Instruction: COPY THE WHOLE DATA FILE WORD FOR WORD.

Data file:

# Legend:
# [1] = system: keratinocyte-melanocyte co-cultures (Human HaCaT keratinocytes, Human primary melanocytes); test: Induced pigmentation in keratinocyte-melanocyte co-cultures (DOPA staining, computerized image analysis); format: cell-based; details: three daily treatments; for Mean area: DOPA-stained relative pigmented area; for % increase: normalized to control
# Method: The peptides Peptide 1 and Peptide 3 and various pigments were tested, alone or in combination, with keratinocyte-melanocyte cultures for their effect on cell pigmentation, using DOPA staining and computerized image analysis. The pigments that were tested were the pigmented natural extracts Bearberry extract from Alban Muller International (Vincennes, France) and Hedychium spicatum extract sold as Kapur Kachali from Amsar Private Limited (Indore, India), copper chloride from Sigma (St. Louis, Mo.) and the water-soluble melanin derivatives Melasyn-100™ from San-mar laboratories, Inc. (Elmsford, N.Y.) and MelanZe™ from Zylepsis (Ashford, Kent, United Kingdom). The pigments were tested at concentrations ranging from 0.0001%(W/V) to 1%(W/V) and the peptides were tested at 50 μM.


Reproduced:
# Legend:
# [1] = system: keratinocyte-melanocyte co-cultures (Human HaCaT keratinocytes, Human primary melanocytes); test: Induced pigmentation in keratinocyte-melanocyte co-cultures (DOPA staining, computerized image analysis); format: cell-based; details: three daily treatments; for Mean area: DOPA-stained relative pigmented area; for % increase: normalized to control
# Method: The peptides Peptide 1 and Peptide 3 and various pigments were tested, alone or in combination, with keratinocyte-melanocyte cultures for their effect on cell pigmentation, using DOPA staining and computerized image analysis. The pigments that were tested were the pigmented natural extracts Bearberry extract from Alban Muller International (Vincennes, France) and Hedychium spicatum extract sold as Kapur Kachali from Amsar Private Limited (Indore, India), copper chloride from Sigma (St. Louis, Mo.) and the water-soluble melanin derivatives Melasyn-100™ from San-mar laboratories, Inc. (Elmsford, N.Y.) and MelanZe™ from Zylepsis (Ashford, Kent, United Kingdom). The pigments were tested at concentrations ranging from 0.0001%(W/V) to 1%(W/V) and the peptides were tested at 50 μM.